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A client wrote to me that “business was pouring in” after his refreshed website went live. I asked him what stood out to visitors. He replied, “Most people tend to comment on the videos. You worked some magic there.”
His feedback was very gratifying. I’ve worked hard to pioneer an entirely different kind of video for my website clients.
In this article, I’m going to share exactly how we do it, so you can replicate our process if you find it appealing.
I don’t cut corners on production quality. I only hire cinematographers (also known as director of photography or DPs). I require two cameras, with great lighting and audio.
Nothing erodes your credibility as rapidly as video that’s poorly lit, with tinny audio.
If you don’t have the budget for a professionally produced video, you can do it yourself, using the camera on your smartphone. There are a lot of articles with suggestions for making professional looking videos.
Our breakthrough came when I had the idea of making our videos totally unscripted. When I used scripts (often with a teleprompter) the advisors came across and stressed, robotic and boring.
I decided to see what would happen if we prepared questions to be asked by the cinematographer and didn’t give them to the advisor in advance. I told the advisor not to worry about how they came across, because I was going to shoot a couple of hours of video and edit it down to two 90-second videos. I explained that I could fix just about anything in post-production, so they could relax and just have a conversation with the cinematographer.
The difference in their demeanor and how they came across was immediate and transformational.
Questions are key
The key to making videos that emotionally connect is to avoid educating, lecturing or explaining technical investing subjects. My research taught me that visitors to a website will make a decision primarily based on whether they like the advisor and can relate to him or her.
My questions are customized for each advisor and designed to get the advisor to “open up.” Here are some representative questions I recently prepared for an advisor, who is also a certified public accountant:
- Everybody has a story. What’s yours?
- Which came first, CPA or wealth advisor?
- Why did you make the transition?
- How does being a C.P.A. impact your financial advice?
- What’s the best thing about being a financial advisor?
- What’s the worst?
- Tell me about your family. (How many children do you have, what do they do, where do they live, how long have you been married? Etc.)
- How did you meet your wife?
- Tell me something most people don’t know about you.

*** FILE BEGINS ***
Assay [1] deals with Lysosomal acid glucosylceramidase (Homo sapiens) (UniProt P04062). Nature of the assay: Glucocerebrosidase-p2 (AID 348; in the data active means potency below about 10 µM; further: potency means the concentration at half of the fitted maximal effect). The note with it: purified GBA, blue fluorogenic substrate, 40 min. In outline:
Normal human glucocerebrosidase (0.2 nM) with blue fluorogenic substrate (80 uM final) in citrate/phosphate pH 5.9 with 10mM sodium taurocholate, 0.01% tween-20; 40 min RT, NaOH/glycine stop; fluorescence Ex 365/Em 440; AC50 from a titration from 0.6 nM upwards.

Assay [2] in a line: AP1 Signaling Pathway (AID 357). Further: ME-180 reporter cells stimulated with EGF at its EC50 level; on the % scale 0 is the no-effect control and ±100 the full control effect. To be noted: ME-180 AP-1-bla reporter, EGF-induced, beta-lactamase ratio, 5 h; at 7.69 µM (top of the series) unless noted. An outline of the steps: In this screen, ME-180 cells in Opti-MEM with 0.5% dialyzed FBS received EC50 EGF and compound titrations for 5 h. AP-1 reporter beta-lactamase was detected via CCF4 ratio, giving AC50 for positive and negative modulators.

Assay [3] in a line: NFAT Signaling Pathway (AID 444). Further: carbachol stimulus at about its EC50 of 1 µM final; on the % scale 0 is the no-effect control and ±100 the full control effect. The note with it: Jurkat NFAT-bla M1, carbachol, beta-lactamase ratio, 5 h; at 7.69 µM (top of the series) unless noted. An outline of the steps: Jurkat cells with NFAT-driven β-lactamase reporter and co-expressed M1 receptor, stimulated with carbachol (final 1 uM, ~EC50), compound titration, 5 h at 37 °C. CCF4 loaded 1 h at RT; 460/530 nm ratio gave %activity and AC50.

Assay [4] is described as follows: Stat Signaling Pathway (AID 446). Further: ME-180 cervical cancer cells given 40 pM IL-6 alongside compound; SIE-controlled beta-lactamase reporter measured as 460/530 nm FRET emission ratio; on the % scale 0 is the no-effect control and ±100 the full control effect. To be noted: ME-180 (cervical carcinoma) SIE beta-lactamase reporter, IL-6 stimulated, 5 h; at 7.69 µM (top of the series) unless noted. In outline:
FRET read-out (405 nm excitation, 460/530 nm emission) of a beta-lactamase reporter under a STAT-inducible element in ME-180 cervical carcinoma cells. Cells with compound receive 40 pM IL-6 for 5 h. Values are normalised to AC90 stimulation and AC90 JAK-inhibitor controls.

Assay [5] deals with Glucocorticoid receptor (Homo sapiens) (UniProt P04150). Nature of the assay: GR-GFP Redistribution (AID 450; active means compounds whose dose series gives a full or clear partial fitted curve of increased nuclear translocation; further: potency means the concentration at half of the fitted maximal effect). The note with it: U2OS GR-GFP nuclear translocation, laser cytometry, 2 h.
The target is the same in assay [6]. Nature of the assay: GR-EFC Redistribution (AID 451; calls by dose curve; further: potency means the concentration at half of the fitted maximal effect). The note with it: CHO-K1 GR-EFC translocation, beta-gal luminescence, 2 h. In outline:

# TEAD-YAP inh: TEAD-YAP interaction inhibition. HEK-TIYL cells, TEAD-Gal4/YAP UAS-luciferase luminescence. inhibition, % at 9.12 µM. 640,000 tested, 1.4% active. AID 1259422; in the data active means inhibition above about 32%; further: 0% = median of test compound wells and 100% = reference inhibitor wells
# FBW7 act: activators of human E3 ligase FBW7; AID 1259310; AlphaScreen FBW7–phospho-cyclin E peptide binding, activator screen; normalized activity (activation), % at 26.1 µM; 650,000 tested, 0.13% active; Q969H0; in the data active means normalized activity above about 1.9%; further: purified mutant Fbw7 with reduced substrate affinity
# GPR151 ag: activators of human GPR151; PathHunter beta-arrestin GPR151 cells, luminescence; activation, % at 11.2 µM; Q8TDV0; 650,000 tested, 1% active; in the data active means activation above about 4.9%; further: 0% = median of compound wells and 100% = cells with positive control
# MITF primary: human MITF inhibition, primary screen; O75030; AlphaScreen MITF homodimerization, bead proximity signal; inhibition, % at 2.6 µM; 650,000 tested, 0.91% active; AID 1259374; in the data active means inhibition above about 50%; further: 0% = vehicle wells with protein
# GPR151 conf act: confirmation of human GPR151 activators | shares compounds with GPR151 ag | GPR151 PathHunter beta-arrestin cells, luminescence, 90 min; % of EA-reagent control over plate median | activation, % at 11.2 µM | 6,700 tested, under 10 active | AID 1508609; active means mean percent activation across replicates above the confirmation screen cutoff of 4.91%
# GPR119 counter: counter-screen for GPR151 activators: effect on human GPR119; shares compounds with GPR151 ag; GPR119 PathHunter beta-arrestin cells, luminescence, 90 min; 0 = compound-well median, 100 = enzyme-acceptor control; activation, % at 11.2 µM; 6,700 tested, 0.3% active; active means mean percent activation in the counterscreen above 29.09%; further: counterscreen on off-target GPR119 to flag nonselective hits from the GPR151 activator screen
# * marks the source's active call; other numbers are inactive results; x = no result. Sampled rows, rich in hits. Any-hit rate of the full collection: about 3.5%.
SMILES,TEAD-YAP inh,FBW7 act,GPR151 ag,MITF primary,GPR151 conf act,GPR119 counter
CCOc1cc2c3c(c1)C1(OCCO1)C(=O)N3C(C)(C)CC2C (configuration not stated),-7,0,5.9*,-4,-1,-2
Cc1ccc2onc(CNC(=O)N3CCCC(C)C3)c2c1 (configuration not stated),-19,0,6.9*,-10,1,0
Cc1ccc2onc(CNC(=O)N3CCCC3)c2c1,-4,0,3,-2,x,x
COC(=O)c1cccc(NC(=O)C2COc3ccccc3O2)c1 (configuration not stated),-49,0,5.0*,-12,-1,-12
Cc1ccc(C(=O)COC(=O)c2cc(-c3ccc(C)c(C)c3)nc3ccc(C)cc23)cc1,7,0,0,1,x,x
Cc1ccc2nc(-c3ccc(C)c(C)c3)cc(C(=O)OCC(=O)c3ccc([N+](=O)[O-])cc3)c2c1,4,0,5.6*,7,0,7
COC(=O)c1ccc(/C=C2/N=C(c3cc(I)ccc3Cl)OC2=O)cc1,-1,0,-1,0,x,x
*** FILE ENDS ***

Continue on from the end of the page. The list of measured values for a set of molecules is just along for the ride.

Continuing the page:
- What do you do for fun? Why do you enjoy those activities?
- What makes you laugh?
- We have this image of CPAs: staid, conservative, perhaps a little stodgy. Is that you?
- Who’s your ideal client and why?
- What motivates them to reach out to you?
- What do you do for your clients?
- Every advisory firm claims to be “different”. What sets you apart from your competitors?
- Do you think you were put on earth for a reason? If so, what is it?
- What’s the best experience you’ve had as a financial advisor?
- What’s the worst?
- What has surprised you the most about being a financial advisor?
- What do you wish prospects who were considering retaining you knew about you?
- How can prospects tell whether they can trust a financial advisor?
These questions elicit very interesting responses, probably because they’re spontaneous. The authenticity of the advisor is evident.
Marketing Services For Evidence-Based Advisors...and a New Book!
We offer consulting services on how to convert more prospects into clients through Solin Consulting, a division of Solin Strategic, LLC.
We offer a full range of digital marketing services exclusively to evidence-based advisors through Evidence Based Advisor Marketing, LLC . You can see examples of our work here.
I'm working on a new self-help book for the general public. It's called:
How to Relate to Anyone
Ask will be published in mid-2020. For more information, click here.
Schedule a call with Dan here
Post production is critical
My client was correct. There is “magic” in our videos, but the credit goes to post-production.
Here’s my secret: I take the raw footage and send it to https://scribie.com/. They prepare a transcript using speech recognition software for 10 cents a minute. I get a transcript within 15 minutes of placing the order.
It’s not perfect, but it doesn’t have to be. It’s good enough so I can piece together snippets of the video that tell a story. My editor then makes it look like it flowed seamlessly, when it’s really a compilation of a sentence or two (and sometimes even fragments) from different parts of the video.
All that remains is to add a title slide with graphics, B-roll and music and we have a video that’s warm, engaging and relatable.
For more information about marketing and branding opportunities with Dan’s upcoming book, Ask: How to Relate to Anyone, click here.
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